How Secure is that Cloud Vendor? 7 Basics
All cloud computing vendors will tell you how wonderfully secure their services are. As you evaluate those claims, here are 7 key factors to consider.
Wed, January 26, 2011
CIO — Cloud computing security is an incredibly broad (and deep) topic, so I can only scratch the surface in a short article. Even so, let's try to get the basics under control.
The first order of business is making sure we're talking about the same thing. Some cloud vendors try to blur the lines between security, reliability, and disaster recovery/business continuity. While all these are important attributes, it just confuses the conversation. So let's stick with the standard definitions in this overview.
1. Let's Get Physical
In on-premises systems, Job 1 of security is to make sure that unauthorized people don't get physical access to the machines. If someone can connect foreign hardware, reconfigure the system, or control the system boot cycle, an awful lot of security is out the window. In a cloud-based service, you don't have to worry about this on the server side — that's the vendor's job. While there have been occasional breaches of cloud services over the years, established cloud vendors have pretty tight operations groups — and most of them treat their internal security procedures as highly guarded trade secrets. Which means you won't be able to get much info to evaluate them. With a reputable vendor, it's safe to ignore this issue.
2. Identity Crisis
The next item that must be handled is identity across clouds. The first things to look for are in the area of authentication and authorization: password strength, IP range blacklists/whitelists, login hours, two level authentication...all the stuff you're used to with on-premises systems. Most cloud vendors should have this covered, at least through add-on features or modules.
And of course, there's the too-often-neglected issue of privilege revocation. While this is more a process issue than a systems one, look for features that prompt the administrator (or automatically warn of users who likely need revocation) to make for a tighter ship.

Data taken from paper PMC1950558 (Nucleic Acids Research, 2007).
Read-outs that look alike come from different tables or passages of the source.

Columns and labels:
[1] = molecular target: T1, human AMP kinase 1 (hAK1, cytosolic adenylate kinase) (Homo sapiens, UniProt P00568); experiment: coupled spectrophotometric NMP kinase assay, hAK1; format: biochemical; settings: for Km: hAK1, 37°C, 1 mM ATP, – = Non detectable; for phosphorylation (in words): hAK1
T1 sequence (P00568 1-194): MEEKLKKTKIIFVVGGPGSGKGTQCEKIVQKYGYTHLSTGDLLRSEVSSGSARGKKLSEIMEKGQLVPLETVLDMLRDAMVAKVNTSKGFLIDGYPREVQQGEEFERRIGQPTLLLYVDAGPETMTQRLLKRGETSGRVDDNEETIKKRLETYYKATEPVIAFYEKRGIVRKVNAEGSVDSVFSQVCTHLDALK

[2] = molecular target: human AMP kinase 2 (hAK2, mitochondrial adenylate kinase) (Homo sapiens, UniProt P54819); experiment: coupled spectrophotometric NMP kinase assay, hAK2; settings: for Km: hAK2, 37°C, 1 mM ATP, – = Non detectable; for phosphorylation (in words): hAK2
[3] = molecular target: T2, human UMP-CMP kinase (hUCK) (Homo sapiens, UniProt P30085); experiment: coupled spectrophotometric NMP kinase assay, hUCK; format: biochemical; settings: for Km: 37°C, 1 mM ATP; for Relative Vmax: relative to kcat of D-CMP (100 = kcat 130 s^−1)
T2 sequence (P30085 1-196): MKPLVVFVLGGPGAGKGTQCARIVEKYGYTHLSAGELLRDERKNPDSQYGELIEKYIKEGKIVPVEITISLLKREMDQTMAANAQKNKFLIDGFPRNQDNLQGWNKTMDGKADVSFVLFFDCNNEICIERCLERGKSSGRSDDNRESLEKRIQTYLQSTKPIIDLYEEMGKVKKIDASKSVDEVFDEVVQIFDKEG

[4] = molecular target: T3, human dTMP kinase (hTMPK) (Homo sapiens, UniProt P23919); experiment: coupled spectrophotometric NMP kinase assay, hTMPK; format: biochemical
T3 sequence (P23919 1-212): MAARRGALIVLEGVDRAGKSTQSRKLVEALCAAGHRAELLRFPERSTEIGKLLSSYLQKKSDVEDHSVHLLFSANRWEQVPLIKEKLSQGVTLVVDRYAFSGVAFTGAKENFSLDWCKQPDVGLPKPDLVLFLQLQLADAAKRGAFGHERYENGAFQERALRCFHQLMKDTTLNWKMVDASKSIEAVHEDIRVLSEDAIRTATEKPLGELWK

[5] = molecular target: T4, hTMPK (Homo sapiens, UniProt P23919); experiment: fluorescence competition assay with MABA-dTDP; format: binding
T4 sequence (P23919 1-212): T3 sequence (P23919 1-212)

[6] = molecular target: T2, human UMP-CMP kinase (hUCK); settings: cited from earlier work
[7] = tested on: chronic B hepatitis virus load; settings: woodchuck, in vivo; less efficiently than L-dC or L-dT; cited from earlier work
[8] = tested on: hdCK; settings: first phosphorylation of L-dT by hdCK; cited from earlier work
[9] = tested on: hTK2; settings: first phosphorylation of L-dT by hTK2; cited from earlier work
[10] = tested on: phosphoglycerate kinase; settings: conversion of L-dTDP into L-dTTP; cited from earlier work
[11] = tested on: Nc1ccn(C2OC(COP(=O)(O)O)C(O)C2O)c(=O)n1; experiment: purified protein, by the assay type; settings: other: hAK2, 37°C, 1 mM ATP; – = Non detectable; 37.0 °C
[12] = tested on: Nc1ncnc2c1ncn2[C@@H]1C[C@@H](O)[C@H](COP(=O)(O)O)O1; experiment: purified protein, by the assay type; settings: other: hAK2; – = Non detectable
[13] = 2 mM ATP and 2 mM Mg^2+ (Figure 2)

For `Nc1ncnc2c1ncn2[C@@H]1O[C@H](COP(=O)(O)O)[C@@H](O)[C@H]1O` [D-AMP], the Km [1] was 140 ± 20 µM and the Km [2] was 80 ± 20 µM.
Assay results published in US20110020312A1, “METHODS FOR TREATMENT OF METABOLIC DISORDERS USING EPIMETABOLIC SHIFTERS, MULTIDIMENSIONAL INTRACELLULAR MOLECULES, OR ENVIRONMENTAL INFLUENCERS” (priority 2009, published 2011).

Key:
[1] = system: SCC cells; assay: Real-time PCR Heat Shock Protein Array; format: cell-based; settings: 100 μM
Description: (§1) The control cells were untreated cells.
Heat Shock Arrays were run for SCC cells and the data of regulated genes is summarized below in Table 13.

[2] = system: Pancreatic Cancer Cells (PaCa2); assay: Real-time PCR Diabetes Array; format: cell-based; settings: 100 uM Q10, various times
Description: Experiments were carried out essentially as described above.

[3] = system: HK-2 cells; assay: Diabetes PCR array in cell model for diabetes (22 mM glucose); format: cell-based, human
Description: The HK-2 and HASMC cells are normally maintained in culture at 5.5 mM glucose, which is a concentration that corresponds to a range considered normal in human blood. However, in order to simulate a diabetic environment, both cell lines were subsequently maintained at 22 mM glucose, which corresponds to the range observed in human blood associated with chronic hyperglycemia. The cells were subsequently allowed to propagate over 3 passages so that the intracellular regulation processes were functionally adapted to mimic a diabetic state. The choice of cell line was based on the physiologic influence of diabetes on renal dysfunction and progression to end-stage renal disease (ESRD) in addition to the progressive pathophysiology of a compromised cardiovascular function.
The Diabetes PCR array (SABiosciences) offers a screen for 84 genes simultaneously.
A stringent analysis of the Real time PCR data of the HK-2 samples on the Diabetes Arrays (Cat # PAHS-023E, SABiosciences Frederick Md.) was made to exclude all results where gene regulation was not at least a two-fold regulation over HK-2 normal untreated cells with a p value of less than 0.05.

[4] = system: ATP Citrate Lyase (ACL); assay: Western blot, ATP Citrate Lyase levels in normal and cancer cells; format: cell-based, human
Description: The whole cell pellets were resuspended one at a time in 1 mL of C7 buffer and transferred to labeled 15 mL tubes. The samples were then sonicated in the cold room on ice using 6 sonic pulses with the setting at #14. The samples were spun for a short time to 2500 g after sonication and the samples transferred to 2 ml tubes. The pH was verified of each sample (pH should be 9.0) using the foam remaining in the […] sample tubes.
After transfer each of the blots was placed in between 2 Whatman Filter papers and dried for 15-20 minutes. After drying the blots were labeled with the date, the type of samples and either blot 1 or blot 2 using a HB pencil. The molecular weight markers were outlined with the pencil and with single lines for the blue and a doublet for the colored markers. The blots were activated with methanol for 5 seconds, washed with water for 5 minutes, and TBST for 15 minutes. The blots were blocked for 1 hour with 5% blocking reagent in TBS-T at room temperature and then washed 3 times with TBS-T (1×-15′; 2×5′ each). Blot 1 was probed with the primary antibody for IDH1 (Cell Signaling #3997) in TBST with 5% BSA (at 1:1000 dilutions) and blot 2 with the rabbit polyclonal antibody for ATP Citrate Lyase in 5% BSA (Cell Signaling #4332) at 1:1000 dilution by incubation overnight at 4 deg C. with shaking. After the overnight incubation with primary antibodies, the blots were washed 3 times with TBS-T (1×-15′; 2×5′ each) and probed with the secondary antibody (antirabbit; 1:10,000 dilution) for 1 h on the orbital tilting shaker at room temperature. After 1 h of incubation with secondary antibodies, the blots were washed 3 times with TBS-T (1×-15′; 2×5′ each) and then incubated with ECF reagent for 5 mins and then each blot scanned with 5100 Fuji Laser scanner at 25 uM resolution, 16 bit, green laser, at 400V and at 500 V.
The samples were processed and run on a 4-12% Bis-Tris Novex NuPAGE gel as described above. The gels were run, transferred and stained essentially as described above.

The other side of the coin is making the authorization process less annoying to users: SSO connectors and delegation infrastructure are needed for any practical multi-cloud applications. User account or ID anonymization/obfuscation are particularly important if your applications need to span suppliers or channels in the supply chain.
Encryption is an obvious requirement for cloud applications, and https is the baseline for all user logins and integration connections. Many cloud applications, however, are not built to have the data encrypted within the cloud. Indeed, in some cases it's not even possible to have the cloud data stored in encrypted form. As this poses risks for customer privacy, corporate snooping, and even Fourth Amendment protections, ask your cloud vendors about internal encryption and push for it in their roadmap presentations.
As I wrote in an earlier column, information loss protection (aka data leakage prevention) is a critical issue for business applications. Every year, 80 million consumer identities in the U.S. become compromised due to accidental losses and deliberate attacks. Even if you like WikiLeaks, losing control of business information is something to worry about.
In cloud systems, there are two major risk areas for leaks. The first category is a breach within the cloud vendors — something you have little control over (other than vetting vendors). But you can at least demand as part of your cloud vendor SLA that they notify you of any breach that affects your data.
The second category of breach you do have control over: loss at the end-point. This requires add-on software or hardware for each server, PC, and mobile device that presents or processes data from your cloud application. The goal is to make sure that only authorized data transfers occur, and they must be regulated down to the device and file/object level. Further, use of file encryption and auto-erase (upon loss of control of the device) are required, particularly if your organization has a large field force. While general purpose ILP/DLP products are a good start, there are now some startups offering solutions tailored to the specific needs of cloud-based software.